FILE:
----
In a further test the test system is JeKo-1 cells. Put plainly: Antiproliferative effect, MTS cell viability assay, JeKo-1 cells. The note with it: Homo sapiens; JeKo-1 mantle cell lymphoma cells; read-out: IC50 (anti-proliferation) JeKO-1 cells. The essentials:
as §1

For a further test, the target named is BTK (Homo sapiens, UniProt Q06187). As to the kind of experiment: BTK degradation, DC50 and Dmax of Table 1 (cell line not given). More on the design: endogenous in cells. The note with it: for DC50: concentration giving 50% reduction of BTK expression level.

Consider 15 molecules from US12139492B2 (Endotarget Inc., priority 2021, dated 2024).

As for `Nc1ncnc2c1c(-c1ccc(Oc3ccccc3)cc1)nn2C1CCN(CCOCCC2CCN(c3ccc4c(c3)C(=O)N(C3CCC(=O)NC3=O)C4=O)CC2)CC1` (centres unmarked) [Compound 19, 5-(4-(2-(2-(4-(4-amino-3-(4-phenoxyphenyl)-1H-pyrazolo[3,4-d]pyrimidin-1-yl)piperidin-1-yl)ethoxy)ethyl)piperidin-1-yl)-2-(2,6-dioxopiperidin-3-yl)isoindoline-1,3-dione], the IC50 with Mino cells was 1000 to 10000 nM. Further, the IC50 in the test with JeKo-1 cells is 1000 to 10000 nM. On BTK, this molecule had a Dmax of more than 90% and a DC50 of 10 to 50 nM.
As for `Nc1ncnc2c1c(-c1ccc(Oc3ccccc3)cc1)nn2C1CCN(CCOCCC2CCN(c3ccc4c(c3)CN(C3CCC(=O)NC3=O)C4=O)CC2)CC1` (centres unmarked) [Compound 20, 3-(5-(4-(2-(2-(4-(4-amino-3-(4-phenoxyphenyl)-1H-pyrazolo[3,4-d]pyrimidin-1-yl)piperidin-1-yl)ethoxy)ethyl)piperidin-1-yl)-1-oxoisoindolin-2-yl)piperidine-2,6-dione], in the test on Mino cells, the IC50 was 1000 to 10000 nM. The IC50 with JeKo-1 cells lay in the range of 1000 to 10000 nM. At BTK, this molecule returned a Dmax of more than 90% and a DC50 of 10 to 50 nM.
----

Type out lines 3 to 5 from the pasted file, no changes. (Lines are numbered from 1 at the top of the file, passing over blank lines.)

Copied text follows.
For a further test, the target named is BTK (Homo sapiens, UniProt Q06187). As to the kind of experiment: BTK degradation, DC50 and Dmax of Table 1 (cell line not given). More on the design: endogenous in cells. The note with it: for DC50: concentration giving 50% reduction of BTK expression level.

Consider 15 molecules from US12139492B2 (Endotarget Inc., priority 2021, dated 2024).

As for `Nc1ncnc2c1c(-c1ccc(Oc3ccccc3)cc1)nn2C1CCN(CCOCCC2CCN(c3ccc4c(c3)C(=O)N(C3CCC(=O)NC3=O)C4=O)CC2)CC1` (centres unmarked) [Compound 19, 5-(4-(2-(2-(4-(4-amino-3-(4-phenoxyphenyl)-1H-pyrazolo[3,4-d]pyrimidin-1-yl)piperidin-1-yl)ethoxy)ethyl)piperidin-1-yl)-2-(2,6-dioxopiperidin-3-yl)isoindoline-1,3-dione], the IC50 with Mino cells was 1000 to 10000 nM. Further, the IC50 in the test with JeKo-1 cells is 1000 to 10000 nM. On BTK, this molecule had a Dmax of more than 90% and a DC50 of 10 to 50 nM.